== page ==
Our team of Ribble Rivers Trust volunteers are incredibly important to the us. They are the vital work force we need to help deliver our projects, and the eyes and ears of this vast area! All volunteer days are covid safe with extra precautions in place to keep you, our staff, and the public safe.
With over 3,114 miles of rivers and streams in the catchment we an activity for everyone. It is incredibly rewarding and an excellent opportunity. You can enjoy the great outdoors and meet like-minded people, as well as gaining experience and learning new skills.
All your help is appreciated, and volunteers can do as much or as little as they can manage. All tools and training is provided by us, and we fully clean everything between uses.
We can’t be everywhere at once. But, with a dedicated team of volunteers on the ground, we can get pretty close!
Tree and hedge planting- we all know trees are amazing! They provide habitats for insects, fish, birds, and mammals so help to boost biodiversity and wildlife numbers. Trees also shade rivers keeping them cool in increasingly warm summers, filter pollution, naturally reduce flood risk, and stabilise riverbanks. Plus, they lock up carbon, helping us to slow down the effects of climate change. No wonder tree planting is our most popular volunteer activity!
Fencing- fencing and tree planting which often go hand in hand. Putting up fences along riverbanks helps trees and other ground flora to flourish, improves the quality of the river by preventing direct pollution from animals, and prevents erosion and soil loss.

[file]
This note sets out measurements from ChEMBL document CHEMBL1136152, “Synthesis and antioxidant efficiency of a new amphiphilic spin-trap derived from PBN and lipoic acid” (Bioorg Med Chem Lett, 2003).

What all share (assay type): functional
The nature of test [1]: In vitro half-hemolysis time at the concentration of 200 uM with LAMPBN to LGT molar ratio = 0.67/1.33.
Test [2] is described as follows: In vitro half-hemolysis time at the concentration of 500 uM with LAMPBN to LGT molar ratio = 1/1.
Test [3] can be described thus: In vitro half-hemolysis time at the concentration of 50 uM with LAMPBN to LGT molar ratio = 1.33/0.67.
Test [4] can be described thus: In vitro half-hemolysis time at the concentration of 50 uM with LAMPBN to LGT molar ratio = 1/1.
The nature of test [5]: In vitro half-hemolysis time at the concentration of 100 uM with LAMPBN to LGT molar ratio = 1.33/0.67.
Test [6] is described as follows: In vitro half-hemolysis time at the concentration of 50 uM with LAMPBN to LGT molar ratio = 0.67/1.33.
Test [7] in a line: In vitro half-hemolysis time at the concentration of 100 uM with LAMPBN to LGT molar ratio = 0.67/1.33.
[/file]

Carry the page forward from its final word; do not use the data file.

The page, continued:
Brash bundling- this involves sinking posts into the riverbed, then filling the gap between the new posts and the riverbank with brash from fallen trees, willow cuttings, or Christmas trees. This quickly fills with silt, not only preventing further riverbank erosion, but also helping build the riverbank back up.
Clean ups- every year we get help from hundreds of volunteers who come together to keep our catchment clean, in a few hours a heavily littered area can be transformed.
Invasive species control- our catchments biggest invasive problem is Himalayan balsam- luckily pulling balsam is satisfying, and pretty fun too! Like clean ups the transformation takes just a few hours. It’s great to see the instant improvements you have helped to make.
Site management- once we’ve created a scheme, we can’t just leave it and hope for the best. Our volunteers regularly visit our sites to help us clean them and remove tubes. They also control any unwanted plants such as rhododendrons which sometimes try and sneak into our woodlands!
Riverfly monitoring- this network of volunteers have been trained by us to test water quality by monitoring invertebrate levels by visiting an allocated site monthly, carrying out a kick sample, recording the findings and then sending the data back to us, which is then used to track water quality over time, and identify any potential problems.